General Non-Fiction posted November 15, 2021

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A Family Thanksgiving with cornbread dressing.

Grandma Bessie & Thanksgiving

by Terry Broxson

Before I tell you about Thanksgiving and the cornbread dressing there are a few things you should know about Grandma Bessie.

She was born in 1901 and lived her whole life in Abilene, Texas. She died in 1989. She had three daughters. My mother was the middle girl. Her first husband, Grandpa Glide, was killed in an oil field accident in 1950.

Grandma Bessie supported herself from the small death pension from Glide and renting half of her duplex for about $65 a month, although it did increase some over the years. The duplex sagged everywhere, and truth be told so did the folks who rented there.

My family consisted of my father, mother, little brother, and me. We lived 145 miles west of Grandma Bessie, but we visited frequently. Sometime starting in the mid 1950s until 1979 Grandma Bessie had a boyfriend who she called Blue Eyes. His real nickname was Mutt, or maybe that was his real name, I never knew for sure. I called him Blue Eyes.

In June of 1979 Grandma Bessie married Blue Eyes. The whole family was there. I asked her, "Grandma, after being your boyfriend for twenty five years why are you marrying him now?" She said, "His wife died three months ago."

Food during this era, 1950s to mid 1960s, was all made from scratch. There were no premixed products, no microwaves. Merle Haggard said it best, "It was when a girl could cook and still would."

My mother once told me she was going to the store to get some ingredients for supper. I said, "But mommy, I don't like ingredients!" She explained that there were good ones and bad ones, and she was only going to get the good ones, and I would like them. Turns out she was right.

Now that you understand the back story, here comes the part about the Thanksgiving dressing. We usually went to Grandma Bessie's for Thanksgiving. The smells of wonderful home cooking filled every corner of that little duplex. Everyone loved it-well mostly.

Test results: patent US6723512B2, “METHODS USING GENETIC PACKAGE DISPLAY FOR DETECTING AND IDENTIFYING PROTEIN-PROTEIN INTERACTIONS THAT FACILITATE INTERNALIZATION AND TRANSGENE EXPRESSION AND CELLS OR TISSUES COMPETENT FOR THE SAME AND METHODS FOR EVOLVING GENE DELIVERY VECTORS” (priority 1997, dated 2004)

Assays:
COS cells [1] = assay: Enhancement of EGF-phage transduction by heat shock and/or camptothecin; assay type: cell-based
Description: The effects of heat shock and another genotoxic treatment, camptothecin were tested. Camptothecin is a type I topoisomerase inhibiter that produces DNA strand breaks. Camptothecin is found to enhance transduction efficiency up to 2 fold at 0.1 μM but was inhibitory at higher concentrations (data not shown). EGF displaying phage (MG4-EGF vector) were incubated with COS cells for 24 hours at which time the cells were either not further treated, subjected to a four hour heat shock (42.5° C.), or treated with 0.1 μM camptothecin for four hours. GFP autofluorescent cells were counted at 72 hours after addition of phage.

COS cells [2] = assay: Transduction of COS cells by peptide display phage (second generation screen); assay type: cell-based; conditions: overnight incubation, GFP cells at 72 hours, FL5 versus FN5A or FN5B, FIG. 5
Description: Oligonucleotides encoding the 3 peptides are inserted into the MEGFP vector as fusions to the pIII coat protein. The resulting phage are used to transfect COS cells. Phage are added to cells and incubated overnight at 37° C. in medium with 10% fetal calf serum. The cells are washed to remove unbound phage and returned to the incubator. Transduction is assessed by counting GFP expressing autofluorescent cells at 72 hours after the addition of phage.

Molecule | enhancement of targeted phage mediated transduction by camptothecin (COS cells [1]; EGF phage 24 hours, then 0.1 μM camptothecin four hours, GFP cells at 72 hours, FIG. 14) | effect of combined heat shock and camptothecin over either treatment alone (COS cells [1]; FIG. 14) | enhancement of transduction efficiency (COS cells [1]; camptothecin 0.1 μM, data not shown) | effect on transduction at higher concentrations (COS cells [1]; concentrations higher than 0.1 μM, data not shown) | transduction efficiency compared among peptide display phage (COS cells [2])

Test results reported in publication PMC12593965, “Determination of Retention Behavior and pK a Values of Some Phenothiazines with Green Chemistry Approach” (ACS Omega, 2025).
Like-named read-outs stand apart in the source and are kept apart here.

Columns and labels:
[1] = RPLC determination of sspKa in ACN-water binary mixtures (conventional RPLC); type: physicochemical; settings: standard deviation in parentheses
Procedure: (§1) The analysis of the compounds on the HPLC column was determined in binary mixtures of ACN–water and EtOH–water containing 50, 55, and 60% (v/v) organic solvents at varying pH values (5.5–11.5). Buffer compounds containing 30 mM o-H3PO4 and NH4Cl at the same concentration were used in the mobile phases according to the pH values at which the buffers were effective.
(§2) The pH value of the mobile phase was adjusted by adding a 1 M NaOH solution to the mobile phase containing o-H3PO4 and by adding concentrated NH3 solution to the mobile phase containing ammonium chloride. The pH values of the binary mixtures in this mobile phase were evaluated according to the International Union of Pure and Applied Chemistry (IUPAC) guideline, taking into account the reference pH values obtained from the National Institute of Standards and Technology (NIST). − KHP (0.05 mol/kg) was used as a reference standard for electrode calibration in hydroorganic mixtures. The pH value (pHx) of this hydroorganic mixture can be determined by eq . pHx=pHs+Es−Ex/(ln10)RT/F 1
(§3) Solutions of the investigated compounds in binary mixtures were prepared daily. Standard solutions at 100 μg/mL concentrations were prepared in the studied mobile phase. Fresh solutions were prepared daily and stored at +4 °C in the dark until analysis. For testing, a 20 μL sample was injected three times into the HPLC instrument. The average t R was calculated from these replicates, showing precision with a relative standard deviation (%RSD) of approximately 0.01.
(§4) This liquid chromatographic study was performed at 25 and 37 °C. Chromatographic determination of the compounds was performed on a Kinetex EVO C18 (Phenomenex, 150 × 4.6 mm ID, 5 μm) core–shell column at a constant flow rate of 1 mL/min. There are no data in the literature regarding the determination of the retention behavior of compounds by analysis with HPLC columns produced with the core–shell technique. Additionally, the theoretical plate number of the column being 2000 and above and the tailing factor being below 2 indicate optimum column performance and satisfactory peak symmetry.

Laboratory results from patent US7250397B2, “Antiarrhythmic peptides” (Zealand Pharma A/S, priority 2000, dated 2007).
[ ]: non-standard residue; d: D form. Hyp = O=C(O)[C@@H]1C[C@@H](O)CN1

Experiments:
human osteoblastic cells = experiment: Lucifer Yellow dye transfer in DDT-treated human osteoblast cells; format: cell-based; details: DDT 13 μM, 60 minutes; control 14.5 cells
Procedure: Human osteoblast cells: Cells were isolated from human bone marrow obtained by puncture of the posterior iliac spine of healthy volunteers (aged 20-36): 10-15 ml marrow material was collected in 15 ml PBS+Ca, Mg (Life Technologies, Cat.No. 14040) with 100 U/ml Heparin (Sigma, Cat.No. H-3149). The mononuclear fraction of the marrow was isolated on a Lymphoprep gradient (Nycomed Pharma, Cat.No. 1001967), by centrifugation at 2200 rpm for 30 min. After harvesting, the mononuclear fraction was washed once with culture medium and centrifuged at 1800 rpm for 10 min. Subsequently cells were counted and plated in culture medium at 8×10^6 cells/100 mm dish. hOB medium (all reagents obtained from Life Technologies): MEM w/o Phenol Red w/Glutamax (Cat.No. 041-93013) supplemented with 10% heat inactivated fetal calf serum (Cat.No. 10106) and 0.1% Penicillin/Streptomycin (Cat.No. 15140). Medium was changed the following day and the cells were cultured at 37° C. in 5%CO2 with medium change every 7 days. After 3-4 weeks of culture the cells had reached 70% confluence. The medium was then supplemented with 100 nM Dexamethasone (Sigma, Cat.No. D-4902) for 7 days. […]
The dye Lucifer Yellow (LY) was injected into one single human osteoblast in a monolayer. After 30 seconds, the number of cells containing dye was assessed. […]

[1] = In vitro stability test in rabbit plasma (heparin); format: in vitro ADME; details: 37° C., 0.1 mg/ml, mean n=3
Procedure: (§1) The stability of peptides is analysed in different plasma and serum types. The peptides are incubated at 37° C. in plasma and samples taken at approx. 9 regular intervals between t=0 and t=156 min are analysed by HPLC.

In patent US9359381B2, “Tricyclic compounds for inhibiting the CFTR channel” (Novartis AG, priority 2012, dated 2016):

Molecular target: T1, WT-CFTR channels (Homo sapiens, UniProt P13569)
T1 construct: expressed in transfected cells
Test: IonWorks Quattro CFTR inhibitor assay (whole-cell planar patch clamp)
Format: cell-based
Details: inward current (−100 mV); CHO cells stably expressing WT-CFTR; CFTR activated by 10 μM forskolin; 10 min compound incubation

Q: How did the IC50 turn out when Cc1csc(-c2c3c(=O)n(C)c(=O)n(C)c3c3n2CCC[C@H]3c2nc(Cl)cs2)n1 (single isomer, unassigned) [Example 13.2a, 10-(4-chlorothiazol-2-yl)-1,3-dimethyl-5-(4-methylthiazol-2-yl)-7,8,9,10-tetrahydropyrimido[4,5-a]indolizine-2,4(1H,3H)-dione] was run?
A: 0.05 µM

Grandma Bessie always made cornbread dressing. She used yellow cornmeal. She insisted that it was the only way to make good dressing.

My mother had a different idea. She liked white cornmeal. Being kids and all, my brother and two cousins did not have a clue and didn't care. It was all good.

One year my mother brought the dressing and of course used her white cornmeal. But, Grandma Bessie said, "This just doesn't taste right!" My mother did not write to Dear Abby about this. She developed a plan.

The next year she invited all the Abilene folks to come to our house for Thanksgiving. Mother did most of the cooking. It was about half way through the meal that my mother asked, "Mother how do you like the dressing?"

Grandma Bessie said, "It is excellent!"

My mother beamed, "It's white cornmeal, used yellow food dye."

Absolute quiet at the table. Even my father who had too much wine at that point had nothing to say. Grandma Bessie didn't say anything the rest of the day. My mother's sisters were also unusually quiet.

Now us kids? We knew there was drama, but we didn't care. There were a lot more Thanksgivings with Grandma Bessie (of course not at our house). Cornbread dressing was never mentioned again. We had it every year...always yellow.

By the way, my other Grandmother was Minnie, but she is a different story.

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